i'm sorry i've been lax with the posts as of late. i wish i could say that my bux has been perfect, leaving nothing to rant about, but unfortunately that isn't true.
in fact, there is much to bitch and complain about, but i have been too overwhelmed with looking for coverage/training/calling people in early/calling other stores for product/dealing with mismanaged schedules/dealing with unhappy customers to post.
for that i apologize. i can tell i need a mini-holiday of sorts because my frustration level is reaching its maximum. i'm getting to the point of not wanting to go to work, even if i'm scheduled with a bomb ass crew. i can feel patience has run out and i fear going off on the next customer that tells me their drink "just doesn't taste right".
i'm hoping these next few days will be better because all the managers (including mine) will be at the leadership conference. not really a 'cat's away, mice will play' situation, but slightly more relaxed nonetheless. here's to hoping we don't run out of espresso like we did last weekend.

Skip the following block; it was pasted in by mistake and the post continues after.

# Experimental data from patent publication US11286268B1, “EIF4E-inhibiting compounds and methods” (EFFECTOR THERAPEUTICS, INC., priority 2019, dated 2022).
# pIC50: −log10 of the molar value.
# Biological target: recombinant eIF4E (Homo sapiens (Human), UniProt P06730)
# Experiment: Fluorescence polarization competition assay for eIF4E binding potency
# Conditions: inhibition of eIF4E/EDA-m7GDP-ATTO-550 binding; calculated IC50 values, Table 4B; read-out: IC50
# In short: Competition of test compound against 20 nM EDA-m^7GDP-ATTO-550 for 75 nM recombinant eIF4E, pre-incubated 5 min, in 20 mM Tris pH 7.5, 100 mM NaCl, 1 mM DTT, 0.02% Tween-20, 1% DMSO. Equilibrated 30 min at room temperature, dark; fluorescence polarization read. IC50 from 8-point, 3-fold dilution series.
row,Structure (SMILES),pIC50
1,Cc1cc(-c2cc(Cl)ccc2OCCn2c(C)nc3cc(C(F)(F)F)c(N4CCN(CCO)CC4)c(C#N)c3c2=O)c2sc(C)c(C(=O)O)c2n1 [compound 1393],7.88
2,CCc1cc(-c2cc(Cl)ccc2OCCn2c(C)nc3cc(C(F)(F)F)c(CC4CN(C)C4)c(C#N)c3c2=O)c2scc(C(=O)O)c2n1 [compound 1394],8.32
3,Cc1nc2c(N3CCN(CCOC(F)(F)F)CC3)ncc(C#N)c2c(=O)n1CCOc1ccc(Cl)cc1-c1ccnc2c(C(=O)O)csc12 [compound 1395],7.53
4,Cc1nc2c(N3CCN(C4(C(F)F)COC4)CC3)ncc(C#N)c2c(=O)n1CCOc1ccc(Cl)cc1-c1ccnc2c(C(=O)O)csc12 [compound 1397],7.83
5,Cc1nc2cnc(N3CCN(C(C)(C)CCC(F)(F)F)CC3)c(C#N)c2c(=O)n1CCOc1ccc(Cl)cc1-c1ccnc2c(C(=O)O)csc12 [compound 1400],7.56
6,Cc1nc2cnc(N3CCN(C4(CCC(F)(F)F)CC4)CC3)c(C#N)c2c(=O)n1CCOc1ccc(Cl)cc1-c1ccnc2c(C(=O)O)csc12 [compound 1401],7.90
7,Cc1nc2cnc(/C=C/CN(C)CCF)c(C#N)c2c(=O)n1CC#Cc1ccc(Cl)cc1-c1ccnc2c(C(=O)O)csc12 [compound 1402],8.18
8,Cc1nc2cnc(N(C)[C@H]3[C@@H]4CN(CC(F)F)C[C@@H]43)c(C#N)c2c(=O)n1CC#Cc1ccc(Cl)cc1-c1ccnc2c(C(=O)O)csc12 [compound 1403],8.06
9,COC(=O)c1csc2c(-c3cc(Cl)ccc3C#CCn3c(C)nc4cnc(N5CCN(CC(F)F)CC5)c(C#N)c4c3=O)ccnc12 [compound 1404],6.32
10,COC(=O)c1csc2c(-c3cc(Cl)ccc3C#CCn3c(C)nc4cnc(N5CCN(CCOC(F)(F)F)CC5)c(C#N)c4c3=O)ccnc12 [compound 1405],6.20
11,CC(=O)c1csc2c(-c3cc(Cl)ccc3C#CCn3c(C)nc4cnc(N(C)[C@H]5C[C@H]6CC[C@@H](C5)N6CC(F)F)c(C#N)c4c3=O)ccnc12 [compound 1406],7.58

guest ranter, shannon: Although my rant is rather trivial in comparison to my fellow customer's sandwich grievance, I am curious as to why 'Bux lingo isn't taught throughout the organization. While on a jaunt through California this past week I decide I needed a caffeinated fix so I went to a local small town 'Bux. I ordered my usual and requested that it be melted. This stumped the Barstonian Barista so much that I - the customer - had to tell the employee what I was referring to. This isn't the first time this has happened, so... what gives?
it's true, because of the constant turnover, the lingo (which SHOULD be key) is lost everytime a partner leaves. i feel your frustration, i really do. 80% of the time i ask for an 'old school' americano, i'm met with a dumb look and a "huh?". that's why i always try to educate my fellow partners, but as you already well know - i'm one in a million! it really sucks when the customer has to educate the employee, but it happens.